No collusion between loyalists and security forces in murder investigation

A coroner has found no collusion between security forces but questioned why the Royal Ulster Constabulary (RUC) did not share intelligence after the murder of a Catholic pensioner. 

Jan 8, 2019
By Serena Lander
Loyalist mural in Belfast

Lord Justice Weir said that there was “no direct or indirect collusion” between the UVF and RUC following the 1994 murder of 76-year-old Roseann Mallon in County Tyrone.  

Loyalists opened fire at the pensioners home hoping to target her two nephews, Christopher and Martin Mallon, who were involved in the Republican movement.  

The mid-Ulster Brigade of the UVF paramilitary organisation claimed responsibility, however, no one has ever been convicted. 

The inquest into Ms Mallon’s death found that a camera had been installed by security forces to view the front of Ms Mallon’s house and monitor her nephews. The camera was watched by a soldier in the daytime, but turned off during the night to save battery.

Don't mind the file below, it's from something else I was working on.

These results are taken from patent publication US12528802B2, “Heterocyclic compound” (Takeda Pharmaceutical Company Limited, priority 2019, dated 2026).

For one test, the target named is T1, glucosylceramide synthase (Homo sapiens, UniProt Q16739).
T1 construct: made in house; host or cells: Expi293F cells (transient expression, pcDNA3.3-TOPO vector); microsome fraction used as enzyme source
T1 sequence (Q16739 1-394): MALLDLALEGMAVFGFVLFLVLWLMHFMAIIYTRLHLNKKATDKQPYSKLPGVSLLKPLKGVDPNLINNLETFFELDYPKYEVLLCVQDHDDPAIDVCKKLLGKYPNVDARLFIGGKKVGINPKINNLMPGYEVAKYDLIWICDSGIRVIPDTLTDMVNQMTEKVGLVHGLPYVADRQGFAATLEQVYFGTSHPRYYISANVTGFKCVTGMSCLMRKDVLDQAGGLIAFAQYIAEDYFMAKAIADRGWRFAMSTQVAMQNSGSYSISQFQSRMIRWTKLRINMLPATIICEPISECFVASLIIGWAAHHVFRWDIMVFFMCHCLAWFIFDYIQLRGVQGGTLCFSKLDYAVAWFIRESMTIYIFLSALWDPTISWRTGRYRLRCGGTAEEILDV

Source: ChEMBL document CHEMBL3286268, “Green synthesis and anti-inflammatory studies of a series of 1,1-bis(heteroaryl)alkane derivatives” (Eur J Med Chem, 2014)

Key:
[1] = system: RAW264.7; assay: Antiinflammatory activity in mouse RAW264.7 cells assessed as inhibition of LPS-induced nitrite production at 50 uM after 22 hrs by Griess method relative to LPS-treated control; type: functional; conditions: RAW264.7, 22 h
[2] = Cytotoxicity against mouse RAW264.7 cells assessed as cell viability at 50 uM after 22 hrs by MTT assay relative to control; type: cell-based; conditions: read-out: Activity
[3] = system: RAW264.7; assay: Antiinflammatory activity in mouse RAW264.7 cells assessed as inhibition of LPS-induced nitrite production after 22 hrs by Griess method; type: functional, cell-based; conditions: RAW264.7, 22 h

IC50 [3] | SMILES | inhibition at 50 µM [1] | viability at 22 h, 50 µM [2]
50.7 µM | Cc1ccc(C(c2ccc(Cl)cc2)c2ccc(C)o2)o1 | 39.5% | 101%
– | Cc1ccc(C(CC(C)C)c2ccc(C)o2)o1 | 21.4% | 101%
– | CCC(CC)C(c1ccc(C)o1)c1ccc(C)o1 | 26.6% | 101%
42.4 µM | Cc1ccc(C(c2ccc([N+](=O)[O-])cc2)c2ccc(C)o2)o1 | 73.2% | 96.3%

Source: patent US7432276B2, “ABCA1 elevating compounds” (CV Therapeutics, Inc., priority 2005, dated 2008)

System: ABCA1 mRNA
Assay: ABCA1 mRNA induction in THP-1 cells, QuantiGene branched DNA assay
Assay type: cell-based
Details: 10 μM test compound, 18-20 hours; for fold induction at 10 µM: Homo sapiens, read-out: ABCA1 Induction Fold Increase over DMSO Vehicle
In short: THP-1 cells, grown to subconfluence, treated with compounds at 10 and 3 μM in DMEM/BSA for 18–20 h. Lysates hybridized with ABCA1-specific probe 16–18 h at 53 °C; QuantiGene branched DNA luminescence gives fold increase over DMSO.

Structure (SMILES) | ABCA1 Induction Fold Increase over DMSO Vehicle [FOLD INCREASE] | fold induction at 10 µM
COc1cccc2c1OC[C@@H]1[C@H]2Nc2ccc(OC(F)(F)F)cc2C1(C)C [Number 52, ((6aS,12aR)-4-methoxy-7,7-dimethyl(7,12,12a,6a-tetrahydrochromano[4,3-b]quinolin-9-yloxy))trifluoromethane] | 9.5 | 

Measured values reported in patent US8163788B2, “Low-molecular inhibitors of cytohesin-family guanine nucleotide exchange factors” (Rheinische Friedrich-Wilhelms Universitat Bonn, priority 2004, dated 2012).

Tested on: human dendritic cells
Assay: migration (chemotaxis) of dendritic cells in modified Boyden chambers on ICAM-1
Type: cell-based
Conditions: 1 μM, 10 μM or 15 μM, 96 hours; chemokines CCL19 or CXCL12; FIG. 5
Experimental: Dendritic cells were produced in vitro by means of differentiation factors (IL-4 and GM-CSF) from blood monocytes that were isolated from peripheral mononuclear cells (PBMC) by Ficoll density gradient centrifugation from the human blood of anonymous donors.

The footage recorded from this camera was never handed over by the RUC’s Special Branch (SB) to the murder investigation team. 

The coroner said: “Clearly a decision was taken at a senior level in SB not to share the video material or its existence with Mr McFarland who was a policeman of senior rank charged with the investigation of the most serious crime of murder.” 

In addition, the inquest heard that five months after the murder the Special Branch provided a list of car registrations which had been seen on the road Ms Mallon lived on, but that this did not match the footage from the camera. 

Three men were arrested and questioned for the death. Any interview notes which were held in Gough Barracks in County Armagh were destroyed and therefore unavailable to the inquest.  

Lord Justice Weir added: “Certainly, taken cumulatively, they do not inspire any feeling of confidence in the way in which the police investigation was conducted or the materials gathered in the course of it preserved so as to be available to the inquest or, perhaps, to some further investigative or prosecutorial endeavour in the future.” 

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